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  • That horse woman.

How does an accountant become a teamster?

When I was a little girl, there was always some talk about how my grandfather "had horses" when my Dad was a kid. Well actually, there was much more to it, but it was enough that it got my attention. Thanks to my brother, at the age of fourteen I became acquainted with horses myself, and I was immediately hooked. Not hooked as in pony club hooked. Unlike my brother, who begged for a horse and insisted we could tie it to the back fence, I had grander plans. I spent my entire adult life volunteering at trail riding farms, taking riding lessons, haunting the draft horse barns at agricultural fairs, and learning everything I could get my hands on. Because I KNEW I was destined to have horses. I even did a ride along with a country vet.

But alas, life intervenes. "Having horses" never took a concrete commercial shape, So I had to earn a living. Thanks to my mother, who has more than a streak of feminism (save that for another day), I first took a Business Administration degree from the University of New Brunswick, and eventually worked my way through a Certified Management Accounting Designation.

As an accountant, you are trained to believe that YOU will set the pace. You will tell others how the books should look and what needs to be done. The manager/owner/ceo has protection against you committing fraud because you go on vacation and he can have someone else check what you've done, You can be audited! And furthermore you produce working papers each month which show your calculations and prove your work. It was the perfect career for me - no confrontation.

In thirty years with an adding machine, I lost count of the number of times I was told that I had to learn to do as I was told. How many times I was accused of "not having the best interests of the company at heart" because I wouldn't hide, something, write something off, do some inventive accounting. And the charming ones were the worst.

I loved my accounting career. I met so many people over the years, had some wonderful people work for me and treat me with respect. And hey, I got to wear great clothes and amassed a shoe collection that leaves male friends speechless (chicks get it). ;-)

Three and half years ago, my sister-in-law died of cancer. Her death left my mother-in-law alone, as they had shared a home. And so my mother-in-law became part of our nuclear family. There was no way we could all live in our suburban semi-detached town home, as she could not make the stairs, and the design precluded her having a private space of her own. And so the discussion began: what kind of home could we all share?

It was my husband's idea to look for a a hobby farm, with the promise that my vague intention to "have horses" could be fulfilled. What, like I was going to say no? Pigs might have flown.

Duke and Suzy Q were a bit of an accident. I was looking for drafts or draft crosses because my husband and I are both tall, substantial people, and it has been a lot of years since I was at my modelling weight y'all. And it just so happened that not only could this gorgeous pair be ridden - they were an experienced, proven team. The first time I held the reins I was hooked. I had to find a way to do this all the time.

The spring of 2015 was my time. I finished a contract and dove in. I had a business plan, I could buy a carriage. I could buy more horses. In the end, Duke and I went on the road.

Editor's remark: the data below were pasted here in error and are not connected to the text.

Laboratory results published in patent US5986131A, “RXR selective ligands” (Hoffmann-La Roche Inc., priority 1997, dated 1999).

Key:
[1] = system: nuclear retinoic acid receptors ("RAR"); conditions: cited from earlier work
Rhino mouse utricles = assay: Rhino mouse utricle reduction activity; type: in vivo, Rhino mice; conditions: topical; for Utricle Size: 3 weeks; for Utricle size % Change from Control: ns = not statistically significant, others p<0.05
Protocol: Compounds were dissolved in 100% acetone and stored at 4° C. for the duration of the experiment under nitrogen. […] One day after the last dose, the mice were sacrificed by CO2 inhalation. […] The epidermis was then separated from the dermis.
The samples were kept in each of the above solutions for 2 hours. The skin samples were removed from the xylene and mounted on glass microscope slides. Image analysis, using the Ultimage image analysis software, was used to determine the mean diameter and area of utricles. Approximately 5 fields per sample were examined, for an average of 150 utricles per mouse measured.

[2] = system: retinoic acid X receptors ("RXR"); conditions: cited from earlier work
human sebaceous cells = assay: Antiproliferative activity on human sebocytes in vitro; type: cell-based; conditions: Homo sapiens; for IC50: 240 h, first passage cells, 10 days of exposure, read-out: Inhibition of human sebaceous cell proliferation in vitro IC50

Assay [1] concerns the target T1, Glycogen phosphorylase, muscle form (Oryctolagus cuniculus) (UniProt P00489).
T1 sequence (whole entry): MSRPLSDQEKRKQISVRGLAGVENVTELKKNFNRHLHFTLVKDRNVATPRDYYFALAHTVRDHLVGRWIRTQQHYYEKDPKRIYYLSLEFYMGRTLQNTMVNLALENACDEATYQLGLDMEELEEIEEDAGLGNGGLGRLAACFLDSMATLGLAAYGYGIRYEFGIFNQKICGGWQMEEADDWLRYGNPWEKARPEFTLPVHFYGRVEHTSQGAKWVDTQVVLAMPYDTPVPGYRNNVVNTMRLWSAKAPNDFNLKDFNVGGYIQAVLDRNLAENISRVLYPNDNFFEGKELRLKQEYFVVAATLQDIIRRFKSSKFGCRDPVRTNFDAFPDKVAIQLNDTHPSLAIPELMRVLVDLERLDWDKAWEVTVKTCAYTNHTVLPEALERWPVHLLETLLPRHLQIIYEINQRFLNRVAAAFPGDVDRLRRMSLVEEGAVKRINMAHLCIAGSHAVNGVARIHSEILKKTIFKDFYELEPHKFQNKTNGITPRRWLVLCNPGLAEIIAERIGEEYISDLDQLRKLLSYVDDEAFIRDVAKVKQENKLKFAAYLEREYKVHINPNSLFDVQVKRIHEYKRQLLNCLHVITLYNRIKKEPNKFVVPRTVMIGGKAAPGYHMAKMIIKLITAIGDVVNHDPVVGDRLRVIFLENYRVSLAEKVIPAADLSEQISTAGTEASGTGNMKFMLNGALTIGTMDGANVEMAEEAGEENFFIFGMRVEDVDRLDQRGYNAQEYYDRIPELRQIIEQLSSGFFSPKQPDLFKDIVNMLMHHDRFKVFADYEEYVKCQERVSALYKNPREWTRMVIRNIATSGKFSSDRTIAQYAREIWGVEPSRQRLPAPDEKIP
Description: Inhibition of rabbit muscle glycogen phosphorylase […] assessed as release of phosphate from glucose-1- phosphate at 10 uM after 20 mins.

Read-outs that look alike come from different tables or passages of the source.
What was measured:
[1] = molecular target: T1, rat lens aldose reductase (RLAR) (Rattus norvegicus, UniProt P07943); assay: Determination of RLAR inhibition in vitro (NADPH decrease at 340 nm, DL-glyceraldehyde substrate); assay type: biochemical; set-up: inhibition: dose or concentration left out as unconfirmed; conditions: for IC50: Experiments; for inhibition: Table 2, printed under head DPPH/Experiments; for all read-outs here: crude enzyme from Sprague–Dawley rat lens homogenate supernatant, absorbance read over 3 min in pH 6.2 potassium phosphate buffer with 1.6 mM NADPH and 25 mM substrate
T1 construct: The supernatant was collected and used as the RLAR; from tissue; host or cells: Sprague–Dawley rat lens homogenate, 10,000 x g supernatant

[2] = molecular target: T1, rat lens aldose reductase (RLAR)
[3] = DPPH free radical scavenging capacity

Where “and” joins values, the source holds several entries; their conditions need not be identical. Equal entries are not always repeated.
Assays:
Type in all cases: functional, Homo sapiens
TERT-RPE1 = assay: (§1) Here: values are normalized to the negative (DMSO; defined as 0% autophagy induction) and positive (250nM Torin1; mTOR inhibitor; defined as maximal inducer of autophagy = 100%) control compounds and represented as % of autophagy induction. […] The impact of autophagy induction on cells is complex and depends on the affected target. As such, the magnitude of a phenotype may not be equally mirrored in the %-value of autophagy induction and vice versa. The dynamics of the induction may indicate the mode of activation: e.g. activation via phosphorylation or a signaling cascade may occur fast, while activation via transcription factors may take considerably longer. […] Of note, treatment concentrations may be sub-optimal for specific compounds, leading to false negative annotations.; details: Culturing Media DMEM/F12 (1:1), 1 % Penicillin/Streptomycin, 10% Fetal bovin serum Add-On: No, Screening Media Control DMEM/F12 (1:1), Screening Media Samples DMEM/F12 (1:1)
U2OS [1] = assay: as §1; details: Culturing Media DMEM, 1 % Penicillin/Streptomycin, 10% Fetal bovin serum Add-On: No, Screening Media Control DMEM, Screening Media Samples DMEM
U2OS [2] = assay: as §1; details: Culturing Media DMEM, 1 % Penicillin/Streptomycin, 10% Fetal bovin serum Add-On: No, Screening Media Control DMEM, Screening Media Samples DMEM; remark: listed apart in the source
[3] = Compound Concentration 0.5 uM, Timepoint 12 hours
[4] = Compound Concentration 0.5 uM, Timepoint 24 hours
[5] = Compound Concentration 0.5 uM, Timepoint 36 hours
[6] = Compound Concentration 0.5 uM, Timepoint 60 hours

There is more to the story about my grandfather, and about his whole family really Our male progenitor arrived in Canada with the woman who lived for more than forty years as his wife. Their love affair had sufficiently annoyed the powers that be in Ireland that he "had" to leave, and she accompanied him. In Canada they raised six children on a farm that existed on what is now CFB Gagetown land. I supposed my step-son wallowed in what was once his great-great-great grandfather's pig sty. Regardless, James (aforementioned progenitor) supplemented the farm income working as a teamster, specifically, driving the stage between Fredericton and Woodstock, New Brunswick. My great grandfather was "in drayage", meaning that every day he went to the train station in Fredericton and waited for big loads to come in on the train, loads of everything from coffins to Alum were picked up by him and taken to their final destination. My grandfather and his brother did the same through all their adult lives, only relinquishing horses entirely when they felt the animals were no longer safe on city streets,

My family in Ireland were known to have a "way" with horses, and they bought and sold, shod and doctored them. In Ireland during penal times, and long after penal times, Catholics were strongly discouraged from having horses - horses would have allowed a mounted revolt by the disenfranchised and impoverished Catholics But my family always had horses. When my grandfather died at ninety, his second last words were to his dead brother - "I see you, I'm coming", but his last were "They never took our horses".

Now obviously any person enjoys genetic inheritance from two sources. My mother and her lot are a force to be reckoned with and they have instilled me with strength and independence not to be sneezed at. And of course her family had horses too as they were a necessity of life, a necessity that built this country. But this guttural need to be with them, touch them, talk to them, and to have them talk back, that could only come from the little men from Northern Ireland.

When I touch the reins, those people work through my hands. Duke recognizes me in ways I never expected him to. It's a magic relationship, one I feed on every day whether we are working or not.

Certified management what?

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